James Tissot often reused models, both male and female, in his paintings. While he varied their poses to capture different angles of their faces, several of his models are recognizable from picture to picture within a few years’ time. In some cases, subsequent paintings seem based on sketches for earlier works.
The brunette with the languid eyelids in The Two Sisters (1863, figure a) also appears in Portrait of Mademoiselle L.L., (1864, figure b) and Spring (1865, figure c). Tissot painted these pictures in Paris, in the waning years of the Second Empire.
a b c
After Tissot moved to London, following the Franco-Prussian War and the Paris Commune, he painted another model, a pale woman with strawberry-blonde hair, in Les Adieux (The Farewells, 1871, figure a), the woman on the left in Bad News (The Parting, 1872, figure b), and a variant of that painting, Tea (1872, figure c).
a b c
By 1873, Tissot befriended a ship’s captain, John Freebody, and his young wife, Margaret Freebody (née Kennedy), as well as her brother, Captain Lumley Kennedy. All three modeled for him that year in The Last Evening, The Captain and the Mate, and Boarding the Yacht (see James Tissot, ed. Krystyna Matyjaszkiewicz, 1985).
In these delightful paintings, the cast of characters includes an old man with eccentric white whiskers, and a young girl who also appears in A Visit to the Yacht (c. 1873). [See For sale: A Visit to the Yacht, c. 1873, by James Tissot.]
Tissot relied on a new model for Waiting for the Ferry at the Falcon Tavern (1874, figure a) and London Visitors (c. 1874, figure b).
Tissot featured another lovely model, with an exquisite pointed nose, in Reading the News (1874, figure a), Chrysanthemums (c. 1874-76, figure b) and Still on Top (c. 1874, figure c).
a b c
A model with a soft fringe appears in Tissot’s A Passing Storm (c. 1876, figure a) and A Convalescent (c. 1876, figure b).
The blonde woman in Autumn on the Thames, Nuneham Courtney (c. 1871-72, figure a) reappears years later, in Quarreling (c. 1874-76, figure b). Tissot also featured her in The Bunch of Lilacs (c. 1875, figure c).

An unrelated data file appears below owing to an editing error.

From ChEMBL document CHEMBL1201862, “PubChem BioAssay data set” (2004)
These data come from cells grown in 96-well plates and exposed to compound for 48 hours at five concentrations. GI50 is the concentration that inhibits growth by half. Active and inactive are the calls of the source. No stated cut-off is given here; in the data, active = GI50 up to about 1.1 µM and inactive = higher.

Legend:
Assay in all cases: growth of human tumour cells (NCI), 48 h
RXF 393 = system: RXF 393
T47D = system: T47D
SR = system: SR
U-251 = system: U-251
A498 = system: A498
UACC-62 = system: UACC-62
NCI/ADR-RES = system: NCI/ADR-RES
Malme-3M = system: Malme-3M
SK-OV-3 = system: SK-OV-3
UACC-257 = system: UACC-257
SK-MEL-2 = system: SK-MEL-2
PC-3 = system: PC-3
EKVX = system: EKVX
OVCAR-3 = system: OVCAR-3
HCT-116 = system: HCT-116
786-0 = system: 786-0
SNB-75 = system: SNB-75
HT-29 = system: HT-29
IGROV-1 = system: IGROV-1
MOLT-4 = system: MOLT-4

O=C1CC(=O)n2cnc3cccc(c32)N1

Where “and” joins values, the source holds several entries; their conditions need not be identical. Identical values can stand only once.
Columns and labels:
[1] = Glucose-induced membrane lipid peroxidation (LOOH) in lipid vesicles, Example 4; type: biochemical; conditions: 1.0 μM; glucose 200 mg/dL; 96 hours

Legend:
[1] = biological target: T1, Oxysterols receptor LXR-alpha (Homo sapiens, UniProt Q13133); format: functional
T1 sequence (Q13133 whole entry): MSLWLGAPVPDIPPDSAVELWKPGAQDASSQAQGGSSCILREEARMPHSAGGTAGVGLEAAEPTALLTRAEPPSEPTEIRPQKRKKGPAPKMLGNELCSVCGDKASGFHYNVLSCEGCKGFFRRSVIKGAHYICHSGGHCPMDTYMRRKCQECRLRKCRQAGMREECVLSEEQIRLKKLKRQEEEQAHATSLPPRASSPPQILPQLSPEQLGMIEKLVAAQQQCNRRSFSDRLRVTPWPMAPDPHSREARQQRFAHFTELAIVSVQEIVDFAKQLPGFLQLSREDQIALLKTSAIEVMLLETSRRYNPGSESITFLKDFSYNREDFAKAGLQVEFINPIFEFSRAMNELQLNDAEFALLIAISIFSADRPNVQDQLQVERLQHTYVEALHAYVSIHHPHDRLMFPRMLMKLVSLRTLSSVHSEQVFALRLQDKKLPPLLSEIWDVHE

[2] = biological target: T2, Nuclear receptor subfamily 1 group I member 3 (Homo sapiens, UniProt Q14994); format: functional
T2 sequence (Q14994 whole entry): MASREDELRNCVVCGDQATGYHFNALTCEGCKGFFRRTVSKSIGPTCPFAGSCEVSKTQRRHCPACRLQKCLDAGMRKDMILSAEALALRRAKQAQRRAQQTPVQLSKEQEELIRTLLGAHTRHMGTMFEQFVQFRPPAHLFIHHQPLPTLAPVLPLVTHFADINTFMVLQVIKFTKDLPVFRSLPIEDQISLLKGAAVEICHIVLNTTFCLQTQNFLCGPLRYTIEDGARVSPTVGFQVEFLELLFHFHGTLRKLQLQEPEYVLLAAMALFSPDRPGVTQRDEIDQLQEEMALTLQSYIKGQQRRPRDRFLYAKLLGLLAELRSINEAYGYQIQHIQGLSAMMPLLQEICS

I believe the model for these pictures was Alice, British painter Louise Jopling’s lovely blonde sister, who had attracted Tissot’s interest. Louise (1843–1933) wrote of Tissot in her 1925 autobiography, “He admired my sister Alice very much, and he asked her to sit to him, in the pretty house in St. John’s Wood.” In this photograph of Louise and her sisters, look at the blonde on the left, in the back, and compare for yourself!
a b c
That does make me wonder if Louise Jopling [at that time, the recently widowed Mrs. Frank Romer] modeled for Tissot. She wrote in her autobiography, “James Tissot was a charming man, very handsome, extraordinarily like the Duke [then, Prince] of Teck. He was always well groomed, and had nothing of artistic carelessness either in his dress or demeanor.” She thought Tissot was “extraordinarily clever,” and wrote that one day, before she was married (in 1874, to J.E. Millais’ friend, Joe Jopling), Tissot had begged his friend Ferdinand Heilbuth (1826 – 1889) to go to Louise’s studio “and try to induce us both – my sister Alice and I – to come and spend the day at Greenwich, where he was painting his charming pictures of scenes by the river Thames. I was to bring my sketching materials. It happened that I had promised Joe to give him a sitting for my portrait, but it was much too delightful a project not to be accepted with fervor. I wired to Joe: ‘Called out of town on business.’ I might have, with more truth, wired: ‘Called out of town on pleasure,’ but sketching with two such good artists was indeed good business for me, so I salved my conscience. But I was found out: Joe heard of our day’s outing, probably at that mart of gossip, a man’s Club.” [Louise Jopling is a character in my book, The Hammock: A novel based on the true story of French painter James Tissot – see my short (2:42 min.) video, “Louise Jopling and James Tissot”.]